Yesterday, I fried the +15 V power supply rail on one of the Eurocrate extender cards while I was checking out the binary switching in the 1X5 rack. I will describe what I did it in the hopes that everyone else will be less stupid than me.
I wanted to monitor the voltage across a resistor on the suspension OSEM whitening board. Since I knew that both sides of the resistor would be at non-zero voltage (including possibly at the power-supply rail), I used a battery-operated scope with floating inputs, so that the scope would not try to pull the probe shield to ground. That should be OK, although not recommended, as you'll see, because you must be very careful to make sure that the scopes inputs are indeed floating.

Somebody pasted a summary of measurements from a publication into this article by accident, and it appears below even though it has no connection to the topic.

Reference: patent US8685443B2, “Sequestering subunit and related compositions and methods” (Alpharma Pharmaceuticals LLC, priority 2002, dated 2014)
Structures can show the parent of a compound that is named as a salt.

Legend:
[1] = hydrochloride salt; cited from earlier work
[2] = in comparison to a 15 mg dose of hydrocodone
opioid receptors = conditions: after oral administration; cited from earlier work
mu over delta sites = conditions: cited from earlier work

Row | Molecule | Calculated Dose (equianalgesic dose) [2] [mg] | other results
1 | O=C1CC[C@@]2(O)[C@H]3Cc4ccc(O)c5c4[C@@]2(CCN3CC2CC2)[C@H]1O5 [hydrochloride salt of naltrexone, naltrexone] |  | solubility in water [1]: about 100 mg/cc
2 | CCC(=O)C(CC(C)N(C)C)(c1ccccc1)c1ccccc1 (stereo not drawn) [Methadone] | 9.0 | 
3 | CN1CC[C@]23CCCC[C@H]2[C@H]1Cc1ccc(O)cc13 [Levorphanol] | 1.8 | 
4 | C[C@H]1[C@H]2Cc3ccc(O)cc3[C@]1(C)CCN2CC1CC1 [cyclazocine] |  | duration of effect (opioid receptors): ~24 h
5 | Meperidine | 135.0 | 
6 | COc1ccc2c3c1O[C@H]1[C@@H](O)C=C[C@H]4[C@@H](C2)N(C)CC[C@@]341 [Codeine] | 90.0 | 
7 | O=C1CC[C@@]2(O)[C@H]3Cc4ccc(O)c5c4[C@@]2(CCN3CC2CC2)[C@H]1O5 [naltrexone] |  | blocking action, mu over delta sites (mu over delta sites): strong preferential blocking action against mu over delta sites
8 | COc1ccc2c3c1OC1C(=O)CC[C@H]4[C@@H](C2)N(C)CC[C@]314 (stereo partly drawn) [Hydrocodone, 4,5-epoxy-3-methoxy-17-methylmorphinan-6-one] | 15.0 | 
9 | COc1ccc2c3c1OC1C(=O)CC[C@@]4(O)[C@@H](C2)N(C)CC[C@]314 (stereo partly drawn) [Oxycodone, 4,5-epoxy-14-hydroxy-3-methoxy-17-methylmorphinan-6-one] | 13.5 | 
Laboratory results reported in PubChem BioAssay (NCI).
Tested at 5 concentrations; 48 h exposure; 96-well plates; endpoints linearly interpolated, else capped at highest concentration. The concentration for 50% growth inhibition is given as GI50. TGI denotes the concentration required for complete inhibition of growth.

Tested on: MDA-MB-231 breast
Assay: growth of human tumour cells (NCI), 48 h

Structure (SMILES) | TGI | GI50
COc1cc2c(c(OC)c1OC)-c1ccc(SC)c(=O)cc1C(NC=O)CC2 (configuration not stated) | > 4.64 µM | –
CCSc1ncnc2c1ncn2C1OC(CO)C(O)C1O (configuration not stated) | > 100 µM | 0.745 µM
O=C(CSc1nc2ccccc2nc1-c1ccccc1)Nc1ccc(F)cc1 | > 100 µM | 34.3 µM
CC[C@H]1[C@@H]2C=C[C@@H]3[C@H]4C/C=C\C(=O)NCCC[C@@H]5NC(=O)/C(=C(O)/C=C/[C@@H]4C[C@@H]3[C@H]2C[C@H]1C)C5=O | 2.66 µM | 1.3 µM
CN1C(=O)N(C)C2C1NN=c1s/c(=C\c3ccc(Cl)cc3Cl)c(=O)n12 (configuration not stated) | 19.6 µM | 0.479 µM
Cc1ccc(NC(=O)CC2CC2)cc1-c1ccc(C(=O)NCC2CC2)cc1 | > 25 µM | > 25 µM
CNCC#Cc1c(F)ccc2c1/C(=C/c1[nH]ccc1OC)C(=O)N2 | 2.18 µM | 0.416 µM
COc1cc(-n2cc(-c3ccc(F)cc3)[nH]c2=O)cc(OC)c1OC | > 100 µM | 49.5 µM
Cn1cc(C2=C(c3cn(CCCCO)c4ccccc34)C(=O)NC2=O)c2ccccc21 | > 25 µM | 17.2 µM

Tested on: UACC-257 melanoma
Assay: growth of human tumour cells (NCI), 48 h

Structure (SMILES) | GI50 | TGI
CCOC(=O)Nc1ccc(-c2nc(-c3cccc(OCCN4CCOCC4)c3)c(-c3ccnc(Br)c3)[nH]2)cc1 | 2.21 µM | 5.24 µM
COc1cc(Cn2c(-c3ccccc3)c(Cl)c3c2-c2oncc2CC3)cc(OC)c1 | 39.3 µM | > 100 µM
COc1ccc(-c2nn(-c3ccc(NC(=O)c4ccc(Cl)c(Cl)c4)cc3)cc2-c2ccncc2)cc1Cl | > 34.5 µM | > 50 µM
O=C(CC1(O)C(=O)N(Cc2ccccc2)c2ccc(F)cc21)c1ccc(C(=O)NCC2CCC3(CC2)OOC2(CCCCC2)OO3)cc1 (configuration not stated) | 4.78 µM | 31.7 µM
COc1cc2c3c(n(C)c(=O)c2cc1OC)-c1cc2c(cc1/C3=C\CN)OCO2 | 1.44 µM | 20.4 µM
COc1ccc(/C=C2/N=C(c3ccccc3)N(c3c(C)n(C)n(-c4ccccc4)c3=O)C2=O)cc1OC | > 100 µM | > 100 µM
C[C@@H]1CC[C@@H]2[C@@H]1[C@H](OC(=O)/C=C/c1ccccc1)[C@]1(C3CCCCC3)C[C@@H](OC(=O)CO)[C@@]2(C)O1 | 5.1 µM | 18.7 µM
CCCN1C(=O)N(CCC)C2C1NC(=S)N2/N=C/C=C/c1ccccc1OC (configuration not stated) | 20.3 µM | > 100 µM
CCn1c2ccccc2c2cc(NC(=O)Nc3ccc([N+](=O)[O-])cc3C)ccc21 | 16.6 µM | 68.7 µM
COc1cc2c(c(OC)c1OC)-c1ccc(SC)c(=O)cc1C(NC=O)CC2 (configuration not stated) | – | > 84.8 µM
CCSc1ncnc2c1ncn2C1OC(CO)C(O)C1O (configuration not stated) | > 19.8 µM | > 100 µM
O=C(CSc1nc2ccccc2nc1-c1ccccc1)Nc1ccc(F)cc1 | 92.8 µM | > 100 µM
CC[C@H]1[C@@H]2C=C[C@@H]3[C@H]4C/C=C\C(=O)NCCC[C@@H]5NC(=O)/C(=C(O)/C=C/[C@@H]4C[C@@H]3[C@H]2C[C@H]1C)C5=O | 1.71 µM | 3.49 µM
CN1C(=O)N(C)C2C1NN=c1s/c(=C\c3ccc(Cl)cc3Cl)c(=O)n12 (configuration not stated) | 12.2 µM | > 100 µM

Let's call the original signal 'A'. The trouble came when I then connected another signal (B), whose shield was connected to the ground on the whitening board, to the scope. Apparently the grounds on the scope inputs are connected, or were in the configuration I was using. When I connected the signal B, B's ground shorted A's shield to ground, which had been sitting at the +15V rail. That short circuit then fried the +15V supply line on the extender card I was using (escaping magic smoke was detected). Thankfully this only blew the extender card, and not the Eurocrate or the Eurocrate power supply or the whitening board or the scope etc, all of which would have been much worse.
The moral of the story is to be very careful when connecting power supply voltages to the shield or ground of a scope. In short, don't do it. I didn't ultimately need to, since I could have found other ways to measure the same signal.